Uptake and release phenomena in contact lens care by silicone hydrogel lenses

Jones, L.; Powell, C.H.

Eye and Contact Lens 39(1): 29-36


ISSN/ISBN: 1542-233X
PMID: 23271476
DOI: 10.1097/icl.0b013e31827d4f25
Accession: 056781645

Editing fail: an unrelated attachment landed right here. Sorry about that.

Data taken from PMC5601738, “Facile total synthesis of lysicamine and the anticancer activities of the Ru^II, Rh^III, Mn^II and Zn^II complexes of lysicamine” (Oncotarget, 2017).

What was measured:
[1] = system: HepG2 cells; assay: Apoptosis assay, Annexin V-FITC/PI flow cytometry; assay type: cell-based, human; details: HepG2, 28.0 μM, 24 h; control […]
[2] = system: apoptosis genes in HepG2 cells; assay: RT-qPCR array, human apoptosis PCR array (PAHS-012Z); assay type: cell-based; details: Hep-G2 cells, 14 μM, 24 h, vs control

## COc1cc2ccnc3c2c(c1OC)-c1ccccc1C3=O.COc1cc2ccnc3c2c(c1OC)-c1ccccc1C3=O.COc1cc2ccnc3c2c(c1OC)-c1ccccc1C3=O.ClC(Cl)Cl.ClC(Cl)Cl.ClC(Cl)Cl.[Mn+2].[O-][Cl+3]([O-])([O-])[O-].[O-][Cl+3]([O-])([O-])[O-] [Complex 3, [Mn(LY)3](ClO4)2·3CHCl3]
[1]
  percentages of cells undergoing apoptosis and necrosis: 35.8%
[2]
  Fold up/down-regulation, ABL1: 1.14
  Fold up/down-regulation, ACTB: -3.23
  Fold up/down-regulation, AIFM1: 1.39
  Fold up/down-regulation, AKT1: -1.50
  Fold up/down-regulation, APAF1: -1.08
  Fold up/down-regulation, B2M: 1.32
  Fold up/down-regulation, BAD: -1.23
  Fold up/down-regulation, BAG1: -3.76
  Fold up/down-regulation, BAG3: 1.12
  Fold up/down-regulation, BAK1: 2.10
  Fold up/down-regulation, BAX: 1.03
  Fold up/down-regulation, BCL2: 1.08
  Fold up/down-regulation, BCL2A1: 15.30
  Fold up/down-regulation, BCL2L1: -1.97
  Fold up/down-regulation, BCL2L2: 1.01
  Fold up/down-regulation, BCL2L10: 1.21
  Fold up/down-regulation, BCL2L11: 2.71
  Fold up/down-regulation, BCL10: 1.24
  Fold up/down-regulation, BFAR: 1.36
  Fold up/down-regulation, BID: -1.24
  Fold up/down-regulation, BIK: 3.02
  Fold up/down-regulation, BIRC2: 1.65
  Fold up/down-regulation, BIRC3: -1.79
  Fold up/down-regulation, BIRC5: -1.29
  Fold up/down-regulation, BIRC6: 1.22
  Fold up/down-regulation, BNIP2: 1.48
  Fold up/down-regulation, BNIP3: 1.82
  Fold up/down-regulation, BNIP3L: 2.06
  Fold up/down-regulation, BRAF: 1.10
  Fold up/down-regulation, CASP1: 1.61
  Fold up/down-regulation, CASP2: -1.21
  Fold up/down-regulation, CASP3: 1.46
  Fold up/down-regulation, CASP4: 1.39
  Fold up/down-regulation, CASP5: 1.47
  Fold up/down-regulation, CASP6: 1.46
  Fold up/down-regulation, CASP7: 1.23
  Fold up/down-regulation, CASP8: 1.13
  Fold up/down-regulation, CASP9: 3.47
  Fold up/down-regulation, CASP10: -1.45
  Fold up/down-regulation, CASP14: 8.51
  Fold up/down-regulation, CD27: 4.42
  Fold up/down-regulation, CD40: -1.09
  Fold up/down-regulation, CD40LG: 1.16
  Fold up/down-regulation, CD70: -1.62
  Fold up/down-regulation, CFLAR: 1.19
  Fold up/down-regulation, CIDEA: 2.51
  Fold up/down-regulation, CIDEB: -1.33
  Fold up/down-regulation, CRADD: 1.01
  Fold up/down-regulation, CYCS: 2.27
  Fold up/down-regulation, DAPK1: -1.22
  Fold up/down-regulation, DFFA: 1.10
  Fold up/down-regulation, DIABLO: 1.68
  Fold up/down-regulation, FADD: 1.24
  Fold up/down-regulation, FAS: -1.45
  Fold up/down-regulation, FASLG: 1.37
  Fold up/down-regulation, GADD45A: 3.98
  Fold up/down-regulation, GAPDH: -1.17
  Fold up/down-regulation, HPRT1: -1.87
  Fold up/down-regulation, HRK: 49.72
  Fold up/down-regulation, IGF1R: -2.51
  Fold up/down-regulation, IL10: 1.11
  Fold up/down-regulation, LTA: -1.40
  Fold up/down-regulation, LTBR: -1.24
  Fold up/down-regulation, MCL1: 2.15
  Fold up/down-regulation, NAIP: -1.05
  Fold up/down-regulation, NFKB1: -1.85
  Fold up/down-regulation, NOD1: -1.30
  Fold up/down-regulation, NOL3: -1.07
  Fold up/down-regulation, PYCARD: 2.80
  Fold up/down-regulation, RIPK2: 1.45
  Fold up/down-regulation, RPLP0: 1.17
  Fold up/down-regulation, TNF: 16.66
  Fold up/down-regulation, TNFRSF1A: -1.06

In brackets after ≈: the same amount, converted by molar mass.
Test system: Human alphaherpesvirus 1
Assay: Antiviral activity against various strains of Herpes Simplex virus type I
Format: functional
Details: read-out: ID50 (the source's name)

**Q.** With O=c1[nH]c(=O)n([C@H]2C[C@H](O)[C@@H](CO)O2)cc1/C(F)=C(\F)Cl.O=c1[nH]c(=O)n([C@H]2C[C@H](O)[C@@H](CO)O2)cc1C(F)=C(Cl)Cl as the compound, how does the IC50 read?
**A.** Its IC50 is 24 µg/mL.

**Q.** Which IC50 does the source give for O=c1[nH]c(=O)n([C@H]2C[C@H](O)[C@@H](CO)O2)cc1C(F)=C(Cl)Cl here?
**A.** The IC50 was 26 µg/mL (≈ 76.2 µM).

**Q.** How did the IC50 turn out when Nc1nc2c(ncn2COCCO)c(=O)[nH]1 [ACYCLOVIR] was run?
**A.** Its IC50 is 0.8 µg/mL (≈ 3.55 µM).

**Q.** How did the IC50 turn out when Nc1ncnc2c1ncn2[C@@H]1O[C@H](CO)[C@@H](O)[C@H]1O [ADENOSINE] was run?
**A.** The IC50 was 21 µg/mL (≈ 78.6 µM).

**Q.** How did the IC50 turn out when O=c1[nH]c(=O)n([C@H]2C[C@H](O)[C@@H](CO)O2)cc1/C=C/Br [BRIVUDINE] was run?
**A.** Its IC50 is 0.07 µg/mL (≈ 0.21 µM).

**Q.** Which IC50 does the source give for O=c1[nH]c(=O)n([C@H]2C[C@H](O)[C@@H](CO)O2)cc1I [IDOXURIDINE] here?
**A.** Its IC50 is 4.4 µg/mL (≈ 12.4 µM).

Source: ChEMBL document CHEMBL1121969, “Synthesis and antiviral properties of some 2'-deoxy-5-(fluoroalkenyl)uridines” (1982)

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Contact lens solutions are highly complex mixtures of biocides (preservatives), surfactants, and other agents designed to disinfect, clean, and wet contact lenses. The commercialization of silicone hydrogel (SiHy) lenses has resulted in unique challenges to the manufacturers of contact lens solutions, because the properties of these materials differ markedly from those seen previously with poly-hydroxyethyl methacrylate-based hydrogels. Historically, hydrogel lens uptake and release of low-molecular weight preservatives such as chlorhexidine and thimerosal were known to result in allergic reactions, resulting in corneal irritation, stinging, conjunctival hyperemia, development of corneal infiltrates, palpebral lid changes, and corneal staining. However, little is known about the interaction of modern care systems with modern soft lens materials. Factors to be considered when evaluating the uptake and release of care components include the water content, charge, relative hydrophobicity, surface treatment, and porosity of the lens material, in conjunction with the concentration, charge/molecule, ionicity in the product matrix, molecular weight, and hydrophobicity of the care component in question. These factors control the sorption of the solution components by lenses, resulting in a variety of differences in the amount of the component taken up into the lens material and the amount and rate of subsequent release onto the ocular surface. Because both natural (ocular) and environmental biota become part of the solution-lens system during regimen use of any lens care product, these extraneously introduced substances should also be considered regarding their potential for uptake and either subsequent release onto the ocular surface or functioning as a scaffold for the adhesion of microbes. This article will review current knowledge concerning these interactions and investigate what clinically observable complications may arise from these interactions. It also reviews whether current methods to determine these interactions could be improved on.